They f*** you up

Although I don’t have her in my life any more, in many ways I feel sorry for my mother. She had a rotten childhood and it’s no wonder she turned out the way she did. My Grandfather was killed young, in a road accident, and left behind my Grandma who was pregnant with their sixth child, along with five kids aged between one and ten. They were living in the States at the time, and she came back to the UK to raise her family alone, and never allowed another man into their lives. She went to work six days a week and her kids all resented for it. They would have preferred to have had a mum who was home more, but she thought she was doing the best thing by ensuring there was always money for a roof overhead and food on the table.

Grandma was one of three, a very respectable lady who could always hold her head up high. Her sister and husband on the other hand were classic dole bludgers. They would regularly have their electricity cut off and not have any food to give their children. Fortunately for them help was never far away, although I can’t help but feel having a back up just exacerbates a situation like that. All I know about Grandma’s brother is that he was a businessman who was out of the country lots. When he came to the UK and stayed with the family, he would creep into my mother’s bedroom late at night. This hideous abuse would shape her entire life, much to its detriment.

My eldest aunt married young was left for another woman, and brought up their two kids alone. Aunt #2 married a violent drunk and endured a life of domestic abuse (towards her and their two kids). Next is uncle #1, the success story of the family – despite getting his wife pregnant at 15 they worked hard to have a decent life. He didn’t have much to do with his family when I was still in touch though. Then there’s my mother, who you’ll hear about on this blog. Next is aunt #3, a classic damsel in distress, always has a drama but always seemed fine in the end. Then there is uncle #2, the baby of the family who was given the name of the father he never met. Back in the early noughties before I was estranged from them all he was totally messed up in the head. He’d regularly get hammered on drugs and alcohol, and frequent ladies of the night even though he had a lovely wife and three kids at home. Oddly enough most of my cousins seem to have done fairly well for themselves, although my half brother and sister are another matter (more on them another time).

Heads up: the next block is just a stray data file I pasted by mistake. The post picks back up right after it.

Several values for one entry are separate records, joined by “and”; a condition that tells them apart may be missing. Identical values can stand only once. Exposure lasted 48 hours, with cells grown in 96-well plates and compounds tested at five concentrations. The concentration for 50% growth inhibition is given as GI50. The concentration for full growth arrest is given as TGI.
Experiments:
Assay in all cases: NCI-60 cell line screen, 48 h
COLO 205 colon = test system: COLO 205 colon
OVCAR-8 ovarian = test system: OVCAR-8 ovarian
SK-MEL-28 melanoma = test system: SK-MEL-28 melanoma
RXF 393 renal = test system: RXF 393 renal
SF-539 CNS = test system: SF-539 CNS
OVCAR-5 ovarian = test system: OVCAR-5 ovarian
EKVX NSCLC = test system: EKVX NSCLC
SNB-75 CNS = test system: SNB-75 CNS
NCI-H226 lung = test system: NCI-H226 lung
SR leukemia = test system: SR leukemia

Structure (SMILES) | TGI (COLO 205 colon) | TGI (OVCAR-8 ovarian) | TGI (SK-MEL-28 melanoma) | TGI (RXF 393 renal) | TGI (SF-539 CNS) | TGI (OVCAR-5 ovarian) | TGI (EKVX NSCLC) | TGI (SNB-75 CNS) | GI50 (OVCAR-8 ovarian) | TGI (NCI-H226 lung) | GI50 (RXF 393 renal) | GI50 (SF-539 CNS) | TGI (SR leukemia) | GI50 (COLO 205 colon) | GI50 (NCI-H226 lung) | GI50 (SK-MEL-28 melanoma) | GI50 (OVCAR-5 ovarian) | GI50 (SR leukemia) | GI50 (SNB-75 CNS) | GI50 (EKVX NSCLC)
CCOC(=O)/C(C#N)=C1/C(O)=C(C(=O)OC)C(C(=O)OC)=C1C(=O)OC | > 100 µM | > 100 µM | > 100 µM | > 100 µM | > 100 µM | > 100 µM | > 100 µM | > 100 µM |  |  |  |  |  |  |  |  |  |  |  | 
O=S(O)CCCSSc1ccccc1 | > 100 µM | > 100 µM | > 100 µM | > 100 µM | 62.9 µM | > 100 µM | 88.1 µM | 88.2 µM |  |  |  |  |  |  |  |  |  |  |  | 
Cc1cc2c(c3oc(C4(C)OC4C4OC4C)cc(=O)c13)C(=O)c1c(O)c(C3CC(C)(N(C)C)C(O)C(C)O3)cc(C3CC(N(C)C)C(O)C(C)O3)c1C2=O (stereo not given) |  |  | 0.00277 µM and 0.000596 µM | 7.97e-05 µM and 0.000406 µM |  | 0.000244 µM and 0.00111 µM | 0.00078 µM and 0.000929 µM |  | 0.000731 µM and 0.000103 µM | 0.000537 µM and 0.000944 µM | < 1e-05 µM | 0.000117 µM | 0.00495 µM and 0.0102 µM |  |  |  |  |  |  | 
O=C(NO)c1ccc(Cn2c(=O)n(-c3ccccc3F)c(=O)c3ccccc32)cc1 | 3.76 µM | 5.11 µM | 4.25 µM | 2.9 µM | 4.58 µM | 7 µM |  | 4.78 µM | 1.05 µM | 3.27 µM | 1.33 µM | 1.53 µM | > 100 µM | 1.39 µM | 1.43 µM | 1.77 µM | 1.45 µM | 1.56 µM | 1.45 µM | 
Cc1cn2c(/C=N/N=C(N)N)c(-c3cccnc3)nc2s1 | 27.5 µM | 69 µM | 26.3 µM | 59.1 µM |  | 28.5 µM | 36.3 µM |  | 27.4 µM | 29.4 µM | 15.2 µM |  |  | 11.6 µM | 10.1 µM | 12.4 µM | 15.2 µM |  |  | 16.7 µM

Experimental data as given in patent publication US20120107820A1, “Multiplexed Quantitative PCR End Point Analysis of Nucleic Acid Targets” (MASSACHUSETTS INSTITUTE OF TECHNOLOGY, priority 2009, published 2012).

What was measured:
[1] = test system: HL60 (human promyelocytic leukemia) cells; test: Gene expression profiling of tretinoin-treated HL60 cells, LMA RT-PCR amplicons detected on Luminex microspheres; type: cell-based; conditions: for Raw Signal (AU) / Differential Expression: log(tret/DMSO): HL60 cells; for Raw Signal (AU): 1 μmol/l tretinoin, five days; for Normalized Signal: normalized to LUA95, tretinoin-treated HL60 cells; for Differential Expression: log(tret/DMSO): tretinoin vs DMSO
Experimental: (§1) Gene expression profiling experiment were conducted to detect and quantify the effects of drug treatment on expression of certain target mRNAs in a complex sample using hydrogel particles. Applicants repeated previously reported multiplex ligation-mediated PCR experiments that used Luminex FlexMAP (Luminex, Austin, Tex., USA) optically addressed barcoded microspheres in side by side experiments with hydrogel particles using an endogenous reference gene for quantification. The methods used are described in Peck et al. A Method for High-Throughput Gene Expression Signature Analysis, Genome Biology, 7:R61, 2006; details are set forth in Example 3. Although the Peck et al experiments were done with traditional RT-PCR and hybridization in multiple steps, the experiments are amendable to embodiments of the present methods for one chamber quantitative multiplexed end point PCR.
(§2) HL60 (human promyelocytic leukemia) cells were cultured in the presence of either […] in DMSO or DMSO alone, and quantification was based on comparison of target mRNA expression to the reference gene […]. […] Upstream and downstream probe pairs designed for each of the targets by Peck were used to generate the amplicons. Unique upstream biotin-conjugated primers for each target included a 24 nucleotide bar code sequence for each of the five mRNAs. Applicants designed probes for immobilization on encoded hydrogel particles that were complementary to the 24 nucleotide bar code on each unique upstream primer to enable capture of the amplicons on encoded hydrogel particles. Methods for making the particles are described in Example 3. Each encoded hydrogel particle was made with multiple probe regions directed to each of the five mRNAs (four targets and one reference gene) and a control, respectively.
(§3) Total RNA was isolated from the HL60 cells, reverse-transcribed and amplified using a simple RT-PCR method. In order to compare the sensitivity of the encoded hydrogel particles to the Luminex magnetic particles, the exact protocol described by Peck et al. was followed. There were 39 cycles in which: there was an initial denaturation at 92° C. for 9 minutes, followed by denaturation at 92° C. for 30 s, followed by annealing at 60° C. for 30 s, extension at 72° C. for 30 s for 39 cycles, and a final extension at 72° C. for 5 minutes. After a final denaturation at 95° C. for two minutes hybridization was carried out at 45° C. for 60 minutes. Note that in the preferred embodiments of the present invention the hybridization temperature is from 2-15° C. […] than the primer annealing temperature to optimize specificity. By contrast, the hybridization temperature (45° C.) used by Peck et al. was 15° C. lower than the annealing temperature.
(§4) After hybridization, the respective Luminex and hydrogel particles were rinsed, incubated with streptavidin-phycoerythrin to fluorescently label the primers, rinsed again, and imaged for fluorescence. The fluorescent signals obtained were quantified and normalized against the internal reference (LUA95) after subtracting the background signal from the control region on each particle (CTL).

The psychologist and Guardian columnist Oliver James has written a series of books about how your parents mess you up. No matter how hard they try not to repeat history it almost always ends up happening. Classic example of this is my mother being hell bent on her girls not going through what she did with her uncle, but unfortunately for me, not doing enough to prevent it from happening. More on this later too, I’m not quite ready to open up that particular can of worms just yet.